Elsa has a great power that she has been taught by her parents from the time she was a child, is not publicly acceptable and that she must fear its expression, at all cost, thus hide it from people, even her own sister who could be hurt by it – even killed. Shame is at the core of Elsa’s feelings about her magical powers: same-sex attraction.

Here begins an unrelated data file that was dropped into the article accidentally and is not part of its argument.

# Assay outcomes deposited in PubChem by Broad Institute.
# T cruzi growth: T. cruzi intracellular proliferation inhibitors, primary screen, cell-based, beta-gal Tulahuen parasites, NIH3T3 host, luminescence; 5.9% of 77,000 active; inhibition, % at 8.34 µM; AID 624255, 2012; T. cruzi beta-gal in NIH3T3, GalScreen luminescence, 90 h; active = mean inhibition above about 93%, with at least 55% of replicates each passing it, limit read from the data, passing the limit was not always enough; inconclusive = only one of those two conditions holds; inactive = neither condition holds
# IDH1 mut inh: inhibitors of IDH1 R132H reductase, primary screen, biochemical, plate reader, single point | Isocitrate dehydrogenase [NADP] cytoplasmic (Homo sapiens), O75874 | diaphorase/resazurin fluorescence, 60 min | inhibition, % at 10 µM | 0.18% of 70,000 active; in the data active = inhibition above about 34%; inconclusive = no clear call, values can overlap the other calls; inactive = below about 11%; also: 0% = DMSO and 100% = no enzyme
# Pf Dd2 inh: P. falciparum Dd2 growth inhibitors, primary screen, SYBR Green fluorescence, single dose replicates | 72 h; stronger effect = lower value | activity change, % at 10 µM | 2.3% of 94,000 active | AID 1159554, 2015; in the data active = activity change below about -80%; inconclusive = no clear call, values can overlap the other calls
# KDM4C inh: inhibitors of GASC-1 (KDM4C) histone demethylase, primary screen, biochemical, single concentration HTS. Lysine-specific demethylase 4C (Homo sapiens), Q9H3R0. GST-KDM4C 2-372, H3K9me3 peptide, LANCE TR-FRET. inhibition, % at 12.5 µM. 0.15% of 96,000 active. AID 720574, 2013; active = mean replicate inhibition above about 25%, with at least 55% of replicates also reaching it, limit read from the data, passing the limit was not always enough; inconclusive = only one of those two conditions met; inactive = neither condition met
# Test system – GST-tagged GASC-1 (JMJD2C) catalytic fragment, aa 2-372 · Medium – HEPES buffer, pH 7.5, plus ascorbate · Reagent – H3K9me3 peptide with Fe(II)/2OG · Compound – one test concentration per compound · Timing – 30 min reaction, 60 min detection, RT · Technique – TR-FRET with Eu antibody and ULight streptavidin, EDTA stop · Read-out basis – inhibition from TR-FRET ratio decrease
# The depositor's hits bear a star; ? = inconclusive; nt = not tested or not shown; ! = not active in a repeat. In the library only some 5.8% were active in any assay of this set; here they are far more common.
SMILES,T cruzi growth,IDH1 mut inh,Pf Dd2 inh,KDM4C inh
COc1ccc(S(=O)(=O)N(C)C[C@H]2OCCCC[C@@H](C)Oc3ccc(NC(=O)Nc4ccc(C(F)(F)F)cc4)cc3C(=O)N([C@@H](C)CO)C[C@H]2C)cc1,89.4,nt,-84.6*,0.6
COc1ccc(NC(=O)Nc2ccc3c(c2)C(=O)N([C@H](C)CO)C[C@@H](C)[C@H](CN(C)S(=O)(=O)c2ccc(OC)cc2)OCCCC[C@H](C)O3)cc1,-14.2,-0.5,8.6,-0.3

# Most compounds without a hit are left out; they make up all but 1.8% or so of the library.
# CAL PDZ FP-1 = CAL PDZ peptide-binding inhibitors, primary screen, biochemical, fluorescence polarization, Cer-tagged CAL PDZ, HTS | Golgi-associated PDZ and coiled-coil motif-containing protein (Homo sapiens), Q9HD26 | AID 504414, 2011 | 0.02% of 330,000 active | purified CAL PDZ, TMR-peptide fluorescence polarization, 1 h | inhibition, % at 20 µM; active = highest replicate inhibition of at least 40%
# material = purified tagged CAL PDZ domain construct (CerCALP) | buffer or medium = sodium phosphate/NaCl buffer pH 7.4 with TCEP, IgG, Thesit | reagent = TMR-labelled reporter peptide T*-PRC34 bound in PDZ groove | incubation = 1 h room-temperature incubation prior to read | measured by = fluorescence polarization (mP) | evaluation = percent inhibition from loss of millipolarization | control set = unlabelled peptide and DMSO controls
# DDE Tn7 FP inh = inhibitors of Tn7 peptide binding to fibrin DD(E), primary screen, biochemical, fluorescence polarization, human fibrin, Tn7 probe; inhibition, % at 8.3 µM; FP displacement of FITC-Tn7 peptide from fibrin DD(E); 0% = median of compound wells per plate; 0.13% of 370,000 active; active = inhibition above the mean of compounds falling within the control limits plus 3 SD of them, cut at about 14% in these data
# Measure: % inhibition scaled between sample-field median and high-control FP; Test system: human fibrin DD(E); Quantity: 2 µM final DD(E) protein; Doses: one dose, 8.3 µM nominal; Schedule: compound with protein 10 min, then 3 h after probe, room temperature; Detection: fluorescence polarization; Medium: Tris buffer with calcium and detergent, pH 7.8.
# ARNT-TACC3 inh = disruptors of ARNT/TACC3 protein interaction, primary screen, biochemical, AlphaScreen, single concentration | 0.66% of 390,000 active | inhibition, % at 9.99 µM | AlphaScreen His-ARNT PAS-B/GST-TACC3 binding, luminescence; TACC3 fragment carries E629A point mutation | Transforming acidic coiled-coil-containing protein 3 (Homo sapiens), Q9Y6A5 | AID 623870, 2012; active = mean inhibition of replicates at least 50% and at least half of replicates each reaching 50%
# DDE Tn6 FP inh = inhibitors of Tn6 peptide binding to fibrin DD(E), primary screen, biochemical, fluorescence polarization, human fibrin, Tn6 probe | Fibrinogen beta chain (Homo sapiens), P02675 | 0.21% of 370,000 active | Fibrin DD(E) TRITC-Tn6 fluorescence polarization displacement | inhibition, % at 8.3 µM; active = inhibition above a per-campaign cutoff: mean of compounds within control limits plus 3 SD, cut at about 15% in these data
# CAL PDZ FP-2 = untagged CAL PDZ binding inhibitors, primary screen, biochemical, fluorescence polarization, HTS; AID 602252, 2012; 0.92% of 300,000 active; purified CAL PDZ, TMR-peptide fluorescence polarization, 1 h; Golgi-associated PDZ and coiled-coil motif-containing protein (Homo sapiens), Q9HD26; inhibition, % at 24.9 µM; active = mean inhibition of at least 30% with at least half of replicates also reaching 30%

The thing is, that’s not Skaggs’s central concern. The central problem seems in fact to be the obliviousness of parents to the erosion of parental rights. It’s Elsa’s parents, after all, who close the gates and teach her, ‘Don’t let them in, don’t let them see. Be the good girl you always have to be. Conceal, don’t feel, don’t let them know.’ These parents conveniently die, and the rest of the narrative arc moves toward Elsa singing, ‘Let it go’ (although Elsa initially has a pretty private and isolating solution up the snow-capped mountain, no? who, after all, can forget the ice shard reaching for the neck of that soldier!). After several twists and turns with avalanches, trolls, a privileged rich boy, and a summer-loving snowman, Elsa realizes the power of love and teaches her sister Anna how to skate while saying, ‘We’re never closing those gates again.’ The parents are wrong — abusive, even — but not because they are parents; it is because they close the gates, privatize the family, and isolate Elsa. The point of the socially conservative critique is that the parents in fact have the right to do this because they have sovereignty over their own families.